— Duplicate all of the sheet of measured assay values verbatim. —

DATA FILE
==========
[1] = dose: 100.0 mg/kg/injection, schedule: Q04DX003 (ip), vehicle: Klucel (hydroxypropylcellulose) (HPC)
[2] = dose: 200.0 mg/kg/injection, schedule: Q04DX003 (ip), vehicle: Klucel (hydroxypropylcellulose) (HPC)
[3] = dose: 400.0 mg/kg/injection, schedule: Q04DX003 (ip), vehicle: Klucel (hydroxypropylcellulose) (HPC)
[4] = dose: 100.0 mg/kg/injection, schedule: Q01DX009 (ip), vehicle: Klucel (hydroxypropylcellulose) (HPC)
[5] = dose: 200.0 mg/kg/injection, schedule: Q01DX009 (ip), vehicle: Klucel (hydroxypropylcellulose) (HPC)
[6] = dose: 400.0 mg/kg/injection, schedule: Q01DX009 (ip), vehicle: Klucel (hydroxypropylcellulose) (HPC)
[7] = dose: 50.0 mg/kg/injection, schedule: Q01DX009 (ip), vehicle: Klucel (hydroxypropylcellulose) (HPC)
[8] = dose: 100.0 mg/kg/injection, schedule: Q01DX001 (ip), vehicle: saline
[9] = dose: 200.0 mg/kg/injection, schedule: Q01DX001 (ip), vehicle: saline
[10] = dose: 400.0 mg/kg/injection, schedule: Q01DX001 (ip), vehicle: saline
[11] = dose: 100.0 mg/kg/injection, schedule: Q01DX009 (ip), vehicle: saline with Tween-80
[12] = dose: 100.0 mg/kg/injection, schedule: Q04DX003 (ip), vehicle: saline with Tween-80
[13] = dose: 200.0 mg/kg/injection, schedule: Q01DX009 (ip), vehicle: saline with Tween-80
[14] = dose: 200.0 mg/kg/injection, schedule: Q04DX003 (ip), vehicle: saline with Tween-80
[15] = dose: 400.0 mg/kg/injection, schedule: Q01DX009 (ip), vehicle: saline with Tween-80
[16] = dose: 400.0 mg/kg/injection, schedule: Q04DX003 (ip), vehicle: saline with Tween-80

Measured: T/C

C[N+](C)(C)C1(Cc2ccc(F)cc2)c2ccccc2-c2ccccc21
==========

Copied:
[1] = dose: 100.0 mg/kg/injection, schedule: Q04DX003 (ip), vehicle: Klucel (hydroxypropylcellulose) (HPC)
[2] = dose: 200.0 mg/kg/injection, schedule: Q04DX003 (ip), vehicle: Klucel (hydroxypropylcellulose) (HPC)
[3] = dose: 400.0 mg/kg/injection, schedule: Q04DX003 (ip), vehicle: Klucel (hydroxypropylcellulose) (HPC)
[4] = dose: 100.0 mg/kg/injection, schedule: Q01DX009 (ip), vehicle: Klucel (hydroxypropylcellulose) (HPC)
[5] = dose: 200.0 mg/kg/injection, schedule: Q01DX009 (ip), vehicle: Klucel (hydroxypropylcellulose) (HPC)
[6] = dose: 400.0 mg/kg/injection, schedule: Q01DX009 (ip), vehicle: Klucel (hydroxypropylcellulose) (HPC)
[7] = dose: 50.0 mg/kg/injection, schedule: Q01DX009 (ip), vehicle: Klucel (hydroxypropylcellulose) (HPC)
[8] = dose: 100.0 mg/kg/injection, schedule: Q01DX001 (ip), vehicle: saline
[9] = dose: 200.0 mg/kg/injection, schedule: Q01DX001 (ip), vehicle: saline
[10] = dose: 400.0 mg/kg/injection, schedule: Q01DX001 (ip), vehicle: saline
[11] = dose: 100.0 mg/kg/injection, schedule: Q01DX009 (ip), vehicle: saline with Tween-80
[12] = dose: 100.0 mg/kg/injection, schedule: Q04DX003 (ip), vehicle: saline with Tween-80
[13] = dose: 200.0 mg/kg/injection, schedule: Q01DX009 (ip), vehicle: saline with Tween-80
[14] = dose: 200.0 mg/kg/injection, schedule: Q04DX003 (ip), vehicle: saline with Tween-80
[15] = dose: 400.0 mg/kg/injection, schedule: Q01DX009 (ip), vehicle: saline with Tween-80
[16] = dose: 400.0 mg/kg/injection, schedule: Q04DX003 (ip), vehicle: saline with Tween-80

Measured: T/C

C[N+](C)(C)C1(Cc2ccc(F)cc2)c2ccccc2-c2ccccc21